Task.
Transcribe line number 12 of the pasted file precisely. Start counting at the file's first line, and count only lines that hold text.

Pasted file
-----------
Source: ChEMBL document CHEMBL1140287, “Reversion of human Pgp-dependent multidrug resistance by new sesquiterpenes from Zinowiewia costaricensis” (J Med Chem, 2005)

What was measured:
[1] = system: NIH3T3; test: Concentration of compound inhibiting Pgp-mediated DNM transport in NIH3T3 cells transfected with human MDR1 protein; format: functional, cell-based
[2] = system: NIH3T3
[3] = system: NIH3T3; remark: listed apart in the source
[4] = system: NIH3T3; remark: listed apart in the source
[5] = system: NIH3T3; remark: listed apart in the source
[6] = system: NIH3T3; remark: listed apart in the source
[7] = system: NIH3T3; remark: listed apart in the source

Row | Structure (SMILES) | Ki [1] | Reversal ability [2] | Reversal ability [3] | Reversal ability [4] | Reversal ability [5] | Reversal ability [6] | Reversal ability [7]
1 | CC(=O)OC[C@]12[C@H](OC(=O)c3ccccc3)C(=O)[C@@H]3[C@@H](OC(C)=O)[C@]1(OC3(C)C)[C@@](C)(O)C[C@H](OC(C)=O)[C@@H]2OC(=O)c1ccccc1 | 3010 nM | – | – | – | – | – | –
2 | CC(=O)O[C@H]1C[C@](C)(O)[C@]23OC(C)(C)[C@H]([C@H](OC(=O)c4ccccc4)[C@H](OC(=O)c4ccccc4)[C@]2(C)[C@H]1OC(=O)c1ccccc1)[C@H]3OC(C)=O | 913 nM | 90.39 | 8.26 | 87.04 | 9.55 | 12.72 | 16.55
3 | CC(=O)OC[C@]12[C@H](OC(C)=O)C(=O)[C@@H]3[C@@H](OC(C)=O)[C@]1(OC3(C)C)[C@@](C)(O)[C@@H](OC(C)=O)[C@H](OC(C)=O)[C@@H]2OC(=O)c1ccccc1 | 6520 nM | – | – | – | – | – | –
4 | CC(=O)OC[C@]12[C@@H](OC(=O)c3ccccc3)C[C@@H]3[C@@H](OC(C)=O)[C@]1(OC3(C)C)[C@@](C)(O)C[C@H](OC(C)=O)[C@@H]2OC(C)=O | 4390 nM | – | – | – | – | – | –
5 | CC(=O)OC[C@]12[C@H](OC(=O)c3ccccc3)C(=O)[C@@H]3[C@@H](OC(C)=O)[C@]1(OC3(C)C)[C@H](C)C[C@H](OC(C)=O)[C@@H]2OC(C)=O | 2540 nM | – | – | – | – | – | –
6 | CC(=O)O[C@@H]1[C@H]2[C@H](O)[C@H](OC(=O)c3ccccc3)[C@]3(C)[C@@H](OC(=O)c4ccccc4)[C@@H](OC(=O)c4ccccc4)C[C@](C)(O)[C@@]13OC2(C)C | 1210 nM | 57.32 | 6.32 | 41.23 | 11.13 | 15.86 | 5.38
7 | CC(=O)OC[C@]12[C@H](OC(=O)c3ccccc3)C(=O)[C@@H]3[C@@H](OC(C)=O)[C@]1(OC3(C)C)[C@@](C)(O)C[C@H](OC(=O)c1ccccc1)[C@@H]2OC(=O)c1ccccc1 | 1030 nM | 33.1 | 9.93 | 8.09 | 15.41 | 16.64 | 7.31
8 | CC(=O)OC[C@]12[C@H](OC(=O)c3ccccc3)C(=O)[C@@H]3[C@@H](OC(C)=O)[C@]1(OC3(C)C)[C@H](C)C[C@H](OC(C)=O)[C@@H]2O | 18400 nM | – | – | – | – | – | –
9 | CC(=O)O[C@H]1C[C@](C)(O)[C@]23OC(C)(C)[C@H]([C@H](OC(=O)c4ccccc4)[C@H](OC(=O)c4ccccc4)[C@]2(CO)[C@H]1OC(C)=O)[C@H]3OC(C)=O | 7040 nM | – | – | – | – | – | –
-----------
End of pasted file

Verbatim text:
2 | CC(=O)O[C@H]1C[C@](C)(O)[C@]23OC(C)(C)[C@H]([C@H](OC(=O)c4ccccc4)[C@H](OC(=O)c4ccccc4)[C@]2(C)[C@H]1OC(=O)c1ccccc1)[C@H]3OC(C)=O | 913 nM | 90.39 | 8.26 | 87.04 | 9.55 | 12.72 | 16.55